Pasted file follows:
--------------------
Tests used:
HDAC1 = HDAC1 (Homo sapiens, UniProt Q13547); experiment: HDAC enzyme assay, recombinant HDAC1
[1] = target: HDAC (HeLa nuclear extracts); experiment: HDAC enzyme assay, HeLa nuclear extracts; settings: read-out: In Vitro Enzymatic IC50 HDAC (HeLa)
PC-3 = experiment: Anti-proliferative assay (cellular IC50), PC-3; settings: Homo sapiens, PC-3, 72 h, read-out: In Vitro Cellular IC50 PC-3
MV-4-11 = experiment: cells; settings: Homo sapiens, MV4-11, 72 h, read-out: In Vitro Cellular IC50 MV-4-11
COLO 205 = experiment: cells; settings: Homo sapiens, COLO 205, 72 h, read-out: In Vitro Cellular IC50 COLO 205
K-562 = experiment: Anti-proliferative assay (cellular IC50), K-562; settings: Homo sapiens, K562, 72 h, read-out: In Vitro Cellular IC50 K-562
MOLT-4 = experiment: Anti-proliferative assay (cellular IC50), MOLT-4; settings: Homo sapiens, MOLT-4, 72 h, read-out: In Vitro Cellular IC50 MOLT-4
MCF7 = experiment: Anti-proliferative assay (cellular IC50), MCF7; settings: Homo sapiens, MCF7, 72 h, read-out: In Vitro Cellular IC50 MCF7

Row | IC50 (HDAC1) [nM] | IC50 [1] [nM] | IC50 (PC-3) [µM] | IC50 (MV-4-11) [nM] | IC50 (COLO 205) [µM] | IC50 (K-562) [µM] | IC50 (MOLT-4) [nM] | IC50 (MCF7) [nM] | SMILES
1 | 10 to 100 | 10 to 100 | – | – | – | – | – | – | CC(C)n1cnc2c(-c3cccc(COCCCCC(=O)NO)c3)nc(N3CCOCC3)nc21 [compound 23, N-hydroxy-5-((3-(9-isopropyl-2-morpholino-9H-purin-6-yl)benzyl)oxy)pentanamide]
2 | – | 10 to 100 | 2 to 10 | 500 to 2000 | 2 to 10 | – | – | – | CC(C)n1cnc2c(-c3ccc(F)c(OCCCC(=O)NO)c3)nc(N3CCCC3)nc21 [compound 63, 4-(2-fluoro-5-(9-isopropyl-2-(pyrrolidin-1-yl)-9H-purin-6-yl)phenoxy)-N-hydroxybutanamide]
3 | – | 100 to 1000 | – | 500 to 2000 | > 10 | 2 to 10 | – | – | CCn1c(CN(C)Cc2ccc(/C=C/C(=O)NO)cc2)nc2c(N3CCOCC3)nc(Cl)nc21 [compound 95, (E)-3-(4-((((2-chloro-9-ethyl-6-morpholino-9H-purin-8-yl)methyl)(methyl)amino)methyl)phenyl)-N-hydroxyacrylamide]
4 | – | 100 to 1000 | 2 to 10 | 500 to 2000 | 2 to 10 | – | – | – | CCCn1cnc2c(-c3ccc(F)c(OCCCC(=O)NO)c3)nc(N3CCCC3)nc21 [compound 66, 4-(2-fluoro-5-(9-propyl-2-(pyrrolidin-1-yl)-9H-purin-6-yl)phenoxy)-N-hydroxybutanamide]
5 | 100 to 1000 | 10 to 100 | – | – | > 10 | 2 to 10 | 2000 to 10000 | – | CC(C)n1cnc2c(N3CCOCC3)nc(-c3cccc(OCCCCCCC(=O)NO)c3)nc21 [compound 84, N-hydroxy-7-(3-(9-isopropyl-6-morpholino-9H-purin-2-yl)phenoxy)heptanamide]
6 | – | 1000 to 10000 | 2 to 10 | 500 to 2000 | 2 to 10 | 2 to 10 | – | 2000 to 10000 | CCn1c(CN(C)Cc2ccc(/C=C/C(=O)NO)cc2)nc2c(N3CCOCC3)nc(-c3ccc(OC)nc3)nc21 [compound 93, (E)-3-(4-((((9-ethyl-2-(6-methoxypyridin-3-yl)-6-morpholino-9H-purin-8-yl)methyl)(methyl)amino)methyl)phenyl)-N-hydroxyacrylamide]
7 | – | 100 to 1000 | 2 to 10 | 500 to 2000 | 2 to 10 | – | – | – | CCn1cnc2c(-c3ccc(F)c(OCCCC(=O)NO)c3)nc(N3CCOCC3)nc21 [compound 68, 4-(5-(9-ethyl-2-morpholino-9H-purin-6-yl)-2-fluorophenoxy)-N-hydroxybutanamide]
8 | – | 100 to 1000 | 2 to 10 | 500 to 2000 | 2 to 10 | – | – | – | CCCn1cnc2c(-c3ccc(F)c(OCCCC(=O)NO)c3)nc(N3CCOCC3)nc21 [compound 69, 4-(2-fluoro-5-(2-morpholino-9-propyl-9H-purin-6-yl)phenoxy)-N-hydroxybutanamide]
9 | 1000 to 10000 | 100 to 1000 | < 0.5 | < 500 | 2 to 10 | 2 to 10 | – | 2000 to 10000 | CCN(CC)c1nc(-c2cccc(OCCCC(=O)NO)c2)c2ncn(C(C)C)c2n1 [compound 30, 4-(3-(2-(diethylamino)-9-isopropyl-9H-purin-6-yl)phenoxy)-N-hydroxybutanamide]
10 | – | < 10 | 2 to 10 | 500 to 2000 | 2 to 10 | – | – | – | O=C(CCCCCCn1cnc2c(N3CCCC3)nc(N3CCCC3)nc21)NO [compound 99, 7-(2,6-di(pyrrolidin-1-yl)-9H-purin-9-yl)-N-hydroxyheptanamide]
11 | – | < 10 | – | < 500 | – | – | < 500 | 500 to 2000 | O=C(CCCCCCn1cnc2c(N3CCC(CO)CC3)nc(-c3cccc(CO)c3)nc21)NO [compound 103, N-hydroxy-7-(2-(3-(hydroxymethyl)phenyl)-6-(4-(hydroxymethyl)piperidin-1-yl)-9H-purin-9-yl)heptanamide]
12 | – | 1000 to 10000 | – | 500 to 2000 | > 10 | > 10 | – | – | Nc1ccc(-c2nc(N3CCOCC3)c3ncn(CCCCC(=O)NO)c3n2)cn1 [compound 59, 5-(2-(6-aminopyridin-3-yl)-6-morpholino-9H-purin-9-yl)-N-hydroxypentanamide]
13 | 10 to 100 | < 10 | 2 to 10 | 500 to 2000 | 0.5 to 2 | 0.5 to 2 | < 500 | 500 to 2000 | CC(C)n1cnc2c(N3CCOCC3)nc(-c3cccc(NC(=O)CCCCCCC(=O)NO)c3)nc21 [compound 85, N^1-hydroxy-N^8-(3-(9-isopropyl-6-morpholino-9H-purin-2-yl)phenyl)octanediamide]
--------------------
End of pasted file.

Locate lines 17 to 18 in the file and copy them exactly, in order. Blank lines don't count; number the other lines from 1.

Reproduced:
7 | – | 100 to 1000 | 2 to 10 | 500 to 2000 | 2 to 10 | – | – | – | CCn1cnc2c(-c3ccc(F)c(OCCCC(=O)NO)c3)nc(N3CCOCC3)nc21 [compound 68, 4-(5-(9-ethyl-2-morpholino-9H-purin-6-yl)-2-fluorophenoxy)-N-hydroxybutanamide]
8 | – | 100 to 1000 | 2 to 10 | 500 to 2000 | 2 to 10 | – | – | – | CCCn1cnc2c(-c3ccc(F)c(OCCCC(=O)NO)c3)nc(N3CCOCC3)nc21 [compound 69, 4-(2-fluoro-5-(2-morpholino-9-propyl-9H-purin-6-yl)phenoxy)-N-hydroxybutanamide]